Thursday, March 9, 2017

TRAILERS: F & F8 #3, The Transfiguration, Thor 3, Rough Night

This is one of the first images released of Chris Hemsworth as Thor for Thor 3: Ragnorak. We'll be taking a closer look at this and other images in a separate post, but this marks a decided change for the Asgardian from the character's traditional appearance. Shorter, darker hair for one, that has been cut to the scalp (please notice his left side above the ear, the two lines marked in his hair). Thor is a gladiator in this shot (more on how I know this in that previously-promised post) and has had his head shaved. Now, this is an interesting situation. We know that hair symbolizes our thoughts, and so for Thor's head to be shaved so that he will become a gladiator is basically a statement that the powers that be over Thor don't want Thor thinking, they don't want him reflecting on what has happened to him. This is going to be an important point in the whole film.  
I am trying to get the captions done for John Wick Chapter 2; my grandma had to go back into the hospital, as usual, my apologies. There are some trailers that have dropped, so let's take a look at these.
Yes, this is Cate the Great Blanchett as Hela, the Goddess of Death in Thor 3.  Following the same line as with Thor above, we know that hair symbolizes thoughts, and since we see the black hair in the face (which symbolizes identity) and covering the eyes, Hela, we can say, sees everyone and everything through death because she always thinks about death, which is why she is the Goddess of Death. In other words, you choose how you are going to see the world, and she chooses to see the world as a place of death, so she spreads death so that it becomes what she thinks it is. Another way to look at this is with racism: people who believe there is racism everywhere see it everywhere and spread it everywhere.
First, the newest from Fast and Furious 8. There is some familiar footage in here, but also some really new information. In the last trailer for F & F 8 that we discussed, we noted how the most important line of that trailer was probably when Lettie tells Dom, "I'm really loving Cuba right now," and that the poverty and communism on the island is going to rear it's ugly head so Lettie will understand what is really behind Cuba (like sharing her husband with another woman; how's that for wealth redistribution?); so, look for what you think is the most important line in this trailer:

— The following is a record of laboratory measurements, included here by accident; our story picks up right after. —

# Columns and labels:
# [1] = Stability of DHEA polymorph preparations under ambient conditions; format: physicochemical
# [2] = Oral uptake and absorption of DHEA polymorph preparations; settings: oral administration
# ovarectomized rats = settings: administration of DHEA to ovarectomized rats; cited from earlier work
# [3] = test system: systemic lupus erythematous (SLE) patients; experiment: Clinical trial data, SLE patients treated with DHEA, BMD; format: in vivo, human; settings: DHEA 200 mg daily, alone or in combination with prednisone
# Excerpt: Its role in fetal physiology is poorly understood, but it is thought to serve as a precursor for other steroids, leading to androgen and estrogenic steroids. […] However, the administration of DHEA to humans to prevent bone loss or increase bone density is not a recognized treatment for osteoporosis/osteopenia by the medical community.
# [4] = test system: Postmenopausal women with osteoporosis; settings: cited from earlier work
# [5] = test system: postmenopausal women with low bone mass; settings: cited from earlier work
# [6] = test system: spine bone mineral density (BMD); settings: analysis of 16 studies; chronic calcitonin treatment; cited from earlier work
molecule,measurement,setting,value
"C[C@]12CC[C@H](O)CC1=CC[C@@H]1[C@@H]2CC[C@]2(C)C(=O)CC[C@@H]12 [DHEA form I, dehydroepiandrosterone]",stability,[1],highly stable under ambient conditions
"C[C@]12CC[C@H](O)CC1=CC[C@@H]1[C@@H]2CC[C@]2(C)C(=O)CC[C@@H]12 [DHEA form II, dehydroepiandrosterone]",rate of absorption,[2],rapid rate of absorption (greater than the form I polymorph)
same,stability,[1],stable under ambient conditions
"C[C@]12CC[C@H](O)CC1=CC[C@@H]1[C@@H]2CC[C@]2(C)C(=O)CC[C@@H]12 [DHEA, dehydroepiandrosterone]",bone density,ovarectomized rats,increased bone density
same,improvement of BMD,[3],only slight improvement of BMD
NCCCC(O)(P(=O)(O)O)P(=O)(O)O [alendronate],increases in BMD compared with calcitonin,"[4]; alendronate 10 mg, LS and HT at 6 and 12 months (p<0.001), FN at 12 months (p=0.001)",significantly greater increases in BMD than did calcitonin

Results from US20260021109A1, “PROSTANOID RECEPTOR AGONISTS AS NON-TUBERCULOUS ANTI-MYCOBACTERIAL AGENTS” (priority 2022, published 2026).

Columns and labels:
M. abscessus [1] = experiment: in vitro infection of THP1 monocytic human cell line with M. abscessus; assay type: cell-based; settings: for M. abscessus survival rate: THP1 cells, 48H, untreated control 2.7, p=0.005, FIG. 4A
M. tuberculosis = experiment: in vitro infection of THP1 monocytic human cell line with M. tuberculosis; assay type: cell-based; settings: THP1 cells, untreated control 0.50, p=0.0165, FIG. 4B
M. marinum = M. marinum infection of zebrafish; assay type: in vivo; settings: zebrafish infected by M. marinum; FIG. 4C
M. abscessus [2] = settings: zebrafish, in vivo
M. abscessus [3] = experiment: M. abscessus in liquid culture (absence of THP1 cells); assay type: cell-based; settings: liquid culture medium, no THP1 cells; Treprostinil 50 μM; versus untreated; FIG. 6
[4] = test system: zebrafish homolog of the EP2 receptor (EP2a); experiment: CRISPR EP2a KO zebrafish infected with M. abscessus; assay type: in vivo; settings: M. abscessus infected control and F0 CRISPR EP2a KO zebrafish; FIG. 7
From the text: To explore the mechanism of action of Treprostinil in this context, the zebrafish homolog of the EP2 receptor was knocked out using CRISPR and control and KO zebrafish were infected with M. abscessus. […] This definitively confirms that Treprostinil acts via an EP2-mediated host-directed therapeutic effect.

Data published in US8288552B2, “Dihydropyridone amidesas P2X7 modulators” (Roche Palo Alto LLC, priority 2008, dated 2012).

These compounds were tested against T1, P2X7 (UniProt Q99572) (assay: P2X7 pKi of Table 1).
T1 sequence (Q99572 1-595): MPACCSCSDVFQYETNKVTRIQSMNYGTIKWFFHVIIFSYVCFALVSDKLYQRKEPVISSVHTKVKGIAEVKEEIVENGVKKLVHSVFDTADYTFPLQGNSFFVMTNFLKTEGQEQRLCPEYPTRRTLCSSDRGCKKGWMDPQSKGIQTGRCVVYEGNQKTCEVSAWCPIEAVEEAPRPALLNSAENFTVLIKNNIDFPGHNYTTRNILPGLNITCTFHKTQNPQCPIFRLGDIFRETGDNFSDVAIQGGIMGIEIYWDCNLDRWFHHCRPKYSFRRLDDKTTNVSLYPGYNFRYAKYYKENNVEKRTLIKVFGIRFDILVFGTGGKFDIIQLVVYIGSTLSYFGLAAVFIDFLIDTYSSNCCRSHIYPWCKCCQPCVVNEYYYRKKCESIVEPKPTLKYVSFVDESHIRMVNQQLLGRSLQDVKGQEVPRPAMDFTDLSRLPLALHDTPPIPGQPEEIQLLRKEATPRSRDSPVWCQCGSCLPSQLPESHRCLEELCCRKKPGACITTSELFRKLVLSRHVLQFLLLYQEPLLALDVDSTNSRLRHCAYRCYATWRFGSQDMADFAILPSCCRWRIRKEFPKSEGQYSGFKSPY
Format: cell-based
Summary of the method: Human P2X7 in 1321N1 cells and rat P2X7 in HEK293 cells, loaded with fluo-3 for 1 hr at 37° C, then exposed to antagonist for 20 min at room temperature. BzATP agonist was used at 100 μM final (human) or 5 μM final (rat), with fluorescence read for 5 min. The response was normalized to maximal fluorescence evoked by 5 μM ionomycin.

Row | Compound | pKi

A good runner-up for best line of the trailer goes to Hobbs: "We've only got one chance to make this family whole again." The reason this is a good choice is because families all over the country--even the world--have been split, divided, or even prohibited from ever coming into being. Another good line that might have won is when Cipher (Charlize Theron) tells Dom, "London, Abu Dhabi, Cuba,... our paths have crossed before Dom. You just didn't know it." Why is this a great line? It references Spectre when Blofeld (Christoph Waltz) tells Bond (Daniel Craig) that their paths had kept crossing but Bond refused to see Blofeld as the mastermind in what was going on. This detail is imperative because it directly links Cipher to the same type of criminality as the SPECTRE organization. However, that reference to Spectre doesn't make it, but another line does, and it is,...
Why does Cipher take control of all the thousands of cars in New York City? Because that's an example of wealth re-distribution, and the person with the power to take what everyone else has--in this case, Cipher--also has the power to turn that against you and everyone else. What's so awesome about this clip, though, is when Tej (Ludacris) says, "Now I know how every cop feels whoever chased us." Tej recognizes they were lawbreakers, and the ways in which they themselves broke laws, not just their petty thefts, but their grand thefts as well, was them doing on a small scale what they now see Cipher doing on a far larger and more grand scale. You don't get to eight films in a franchise without doing something right, and with each film, the definitions of what a car is and what it can do has been pushed. These cars being driven in this scene without drivers is basically like a zombie horde attacking at will; why? Just as the cars don't have drivers, so a zombie doesn't have a brain, a mind directing its behavior because the zombie, just as Cipher manipulates the cars in this scene. This movie is going to be amazing.
"I got no choice!"
Why does this line win?
For at least two reasons. First, as stated above, it echoes Spectre: recall, please, the train scene when Madeline (Lea Seydoux) asks Bond why he made the choice he did, and Bond replies that he didn't ever really have a choice (that isn't accurate, he did and we know by the end of the film that he did). So, in echoing Spectre, at least twice in one trailer, we know there shall be more echoes in other scenes, and that F & F 8 is going to be supporting what Spectre stated,... I have no idea how, yet, but we will. Let's watch a fine trailer for The Commune, which was one of the Danish entries for the Best Foreign Language Oscar but it didn't qualify; ask yourself, why not?
Why would the Oscars want to honor an anti-communist film when all the Academy Awards do nowadays is push communism? A spouse belongs to you, and we actually saw this topic discussed in, I can't believe I'm going to quote this film, Ted 2: Ted doesn't want to be just a "belonging to someone," and yet he's fighting to be married to what's her name, so Ted can say he is her husband, and she is his wife; then they want to have a kid so they can say they have a kid (please see Trix Are For Kids Ted 2 and Entitlement Culture for more). We fall apart when we don't have that which belongs to us. Here, on the other hand, is the very liberal Armie Hammer in Mine: